Creditors seek appointment of liquidator to plastics recycling firm

Two companies raise concerns over how Cloughwater Plastics is run and claim they are owed €2.3m

Two creditors that claim they are owed €2.3 million by a plastics recycling firm have asked the High Court for orders winding up the company.

The application has been made in respect of Cloughwater Plastics Ireland Limited, which is a joint venture between the Netherlands-based Van Werven Group and Cloughwater Enterprises Limited, which is situated in Northern Ireland.

The two creditors, which are part of Van Werven, have concerns about the operation of the company, which they say is insolvent and no longer able to pay its debts as they fall due.

The firm has 35 employees and was set up for recycling used mixed rigid plastics into raw materials for reuse in the plastics industry.


Under the joint venture, it is claimed Shane Woods, a director of Cloughwater Enterprises, from Ballymena, Co Antrim, was the managing director of Cloughwater Plastics and took all of the decisions about the management of the company.

Arising out of the company’s alleged insolvency and due to concerns over how the firm is being run, two entities within the Van Werven Group have petitioned the High Court for orders to wind up Cloughwater Plastics.

The two creditors seeking the orders are Kunststof Recycling Van Werven BV, a related company that says it is owned over €1.86 million by the Irish company, and Van Werven Plastic Recycling Holding BV which is a shareholder in Cloughwater Plastics and is owed €477,000.

Represented by Lyndon MacCann SC, the Dutch entities say they have lost confidence in their Northern Irish partner to run Cloughwater Plastics and it is in the best interests that he remain in the stewardship of the company. The company has been insolvent for some time, it is claimed.

Mr MacCann said his clients believe it is in the company’s interests that the appointment of joint provisional liquidators be made as soon as possible.

There are concerns over the manner in which the company has been run and over alleged discrepancies in the company’s books, counsel said. In addition, counsel said it appeared the company no longer has a licence to transfer and export end products out of Ireland.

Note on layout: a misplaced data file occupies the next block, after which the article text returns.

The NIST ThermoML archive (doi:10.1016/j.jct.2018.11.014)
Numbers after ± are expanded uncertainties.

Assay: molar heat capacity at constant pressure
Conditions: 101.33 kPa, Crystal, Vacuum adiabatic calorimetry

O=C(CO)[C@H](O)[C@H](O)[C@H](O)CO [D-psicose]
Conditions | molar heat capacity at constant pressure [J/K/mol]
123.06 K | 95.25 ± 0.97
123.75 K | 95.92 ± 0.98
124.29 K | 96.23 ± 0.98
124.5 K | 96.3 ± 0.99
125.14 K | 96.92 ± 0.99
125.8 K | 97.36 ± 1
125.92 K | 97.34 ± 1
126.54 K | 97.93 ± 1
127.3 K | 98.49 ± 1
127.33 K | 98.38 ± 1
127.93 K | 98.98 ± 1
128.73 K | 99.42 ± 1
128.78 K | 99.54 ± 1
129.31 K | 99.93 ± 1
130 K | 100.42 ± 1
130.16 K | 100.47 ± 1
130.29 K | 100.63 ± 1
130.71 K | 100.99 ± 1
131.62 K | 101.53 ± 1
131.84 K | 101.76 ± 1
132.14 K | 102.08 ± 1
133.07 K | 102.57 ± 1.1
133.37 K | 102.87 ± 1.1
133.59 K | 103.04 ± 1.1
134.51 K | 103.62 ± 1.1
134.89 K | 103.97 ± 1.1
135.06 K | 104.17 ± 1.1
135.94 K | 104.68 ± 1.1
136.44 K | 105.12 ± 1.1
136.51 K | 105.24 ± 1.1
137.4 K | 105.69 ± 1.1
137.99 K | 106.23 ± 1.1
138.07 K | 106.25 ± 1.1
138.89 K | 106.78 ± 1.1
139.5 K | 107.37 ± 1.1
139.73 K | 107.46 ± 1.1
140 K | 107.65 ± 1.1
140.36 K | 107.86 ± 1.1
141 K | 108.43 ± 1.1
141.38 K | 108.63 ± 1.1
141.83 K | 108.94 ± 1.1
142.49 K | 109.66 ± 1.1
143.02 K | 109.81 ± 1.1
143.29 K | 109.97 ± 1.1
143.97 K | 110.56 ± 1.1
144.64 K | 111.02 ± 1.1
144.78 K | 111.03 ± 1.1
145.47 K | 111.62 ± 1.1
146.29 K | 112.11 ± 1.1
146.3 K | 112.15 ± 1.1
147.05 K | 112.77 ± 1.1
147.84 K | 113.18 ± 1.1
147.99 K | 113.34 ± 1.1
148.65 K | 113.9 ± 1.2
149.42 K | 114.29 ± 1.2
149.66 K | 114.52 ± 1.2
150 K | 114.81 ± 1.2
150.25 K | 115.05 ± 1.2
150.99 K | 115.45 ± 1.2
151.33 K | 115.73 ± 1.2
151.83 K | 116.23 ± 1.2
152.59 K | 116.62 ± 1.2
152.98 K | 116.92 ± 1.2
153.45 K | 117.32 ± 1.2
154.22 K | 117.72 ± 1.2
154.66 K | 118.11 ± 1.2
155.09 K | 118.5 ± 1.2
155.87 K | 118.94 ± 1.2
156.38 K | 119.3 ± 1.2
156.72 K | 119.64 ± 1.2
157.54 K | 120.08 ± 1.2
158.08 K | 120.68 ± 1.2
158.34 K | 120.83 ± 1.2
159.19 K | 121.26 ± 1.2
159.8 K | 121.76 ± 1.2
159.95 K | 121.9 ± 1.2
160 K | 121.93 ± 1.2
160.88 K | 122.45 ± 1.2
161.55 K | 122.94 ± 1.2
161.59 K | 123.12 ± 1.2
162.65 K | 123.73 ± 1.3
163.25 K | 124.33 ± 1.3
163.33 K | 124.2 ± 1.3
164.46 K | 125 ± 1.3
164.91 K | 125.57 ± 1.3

The court also heard that the company has significant dealings with Repak, the Irish body that helps businesses with recycling. The company allegedly overcharged Repak and owes it more than €562,000, counsel said, adding that that figure could increase by an additional €600,000.

Repak has also informed the company it has lost all confidence in Mr Woods and will not conduct any further business with Cloughwater Plastics as long as he remains with the company, counsel said.

The company has now reached maximum capacity permitted in its environmental permit, and it also requires additional investment to upgrade its facilities, otherwise it risks losing its insurance cover, the court also heard.

The creditors want insolvency experts Ken Fennell and Andrew O’Leary, of Interpath Ireland, appointed as joint provisional liquidators to the company to help secure and manage the firm’s affairs and assets in the best interests of all the relevant parties. They could also undertake an investigation into the company’s affairs, the court further heard.

The creditors’ application came before Mr Justice Brian O’Moore on Wednesday.

The judge, who said he was not prepared to grant the orders sought on an ex parte basis (only the two creditors were represented in court), directed that the application be made on notice to the company and other interested parties including Repak and the Revenue Commissioners.

Noting the seriousness of the claims, the judge adjourned the case to Friday’s sitting of the court.